Abe Stratton, Pastor of Youth and Young Adults, recently finished memorizing the entire book of Romans. He has put together some of his thoughts on memorizing God’s word and wanted to share them with the body. He says, “My prayer is that the Word of Christ would dwell richly in the hearts and minds of His people so that individual believers will be sanctified, the church will be built up, and ultimately our God will be glorified!” These notes are also available as a PDF file.
A well-organized plan is not mandatory
Your “plan” can change as you go. My plan changed as I realized how I needed to memorize a growing portion of Scripture, how I needed to review, etc.
When I began Romans …
- I decided to spend time memorizing 4 days a week (TuesdayFriday).
- I spent about 10-15 minutes a day working on a new verse and going over the previous verses I had memorized. (This is about the average commute time to work.)
- I memorized out loud, as this was helpful for me to internalize the words and message. Not only was I seeing and reading the words, but I was also hearing them.
When I got further along …
- I changed plans a bit because the amount of time it took to review the verses previously memorized was increasing.
- The best method seemed to be to review the previous chapter to the one I was memorizing.
When I passed the half-way point of Romans (chapter 8) …
- I began reviewing three chapters a day in addition to memorizing one new verse.
- This review was rotational. I would review chapters 1-3 while memorizing 10:12; the next day I would review chapters 4-6 while memorizing 10:13; the next day I would review chapters 7-9 while memorizing 10:14.
- When reviewing three chapters a day and memorizing a new verse, the time commitment was probably 20-30 minutes a day.
Note: This sounds like a lot of time—and it is, in one sense. We are busy people. But what could be more important than thinking on and treasuring the eternal Word of the living God which will remain forever? We tend to spend a lot of our time on transitory things that are much less important.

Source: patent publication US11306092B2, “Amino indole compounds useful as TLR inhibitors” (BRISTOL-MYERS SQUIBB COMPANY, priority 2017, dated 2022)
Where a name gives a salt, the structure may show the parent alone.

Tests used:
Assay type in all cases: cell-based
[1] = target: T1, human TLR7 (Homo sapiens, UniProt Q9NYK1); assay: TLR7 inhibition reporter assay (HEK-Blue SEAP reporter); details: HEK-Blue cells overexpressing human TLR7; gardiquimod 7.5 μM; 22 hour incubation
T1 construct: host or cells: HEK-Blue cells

When I finished Romans …
- I reviewed two to four chapters a day to keep the book fresh in my mind and to maintain the connections between chapters.
Your routine can be flexible as you progress.
- Some days I wouldn’t memorize a new verse if I didn’t have a good hold on the verse from the day before.
- Sometimes I just reviewed the chapters that I had memorized to that point.
You see connections in lengthy passages of Scripture when you are in them for long amounts of time.
- Only after I had finished the book of Romans and had been reviewing it for some time did I see the bookends in Romans 1:5 and 16:26 regarding “the obedience of faith.”
- Paul says at the beginning of the book that he was chosen by God to be an apostle so that he would bring others to faith, but at the end of the book in 16:26 Paul states that God has unveiled in His Word His marvelous plan to bring people to faith.
- I had never noticed these bookends before and may never have if I had not spent a long time in this letter.
Scripture comes naturally and unbidden to your mind in everyday life.
- I have found that in counseling a person, in reading a book, or in fighting my own temptations, some passage from Romans will rise to my thoughts. This is a wonderful blessing and a work of grace!
Memorize for the long-haul.
- Set a goal (e.g., memorizing a book of the Bible), then stick with it.
- Don’t be in a hurry. You don’t even have to set a deadline. The purpose is to meditate on the very words of God and incorporate them into life, not finish by a certain date.
- Don’t hold onto your plan too tightly. It can be easy to cherish your plan of memorization instead of cherishing God’s Word. Let the Word be most important to you, not your plan.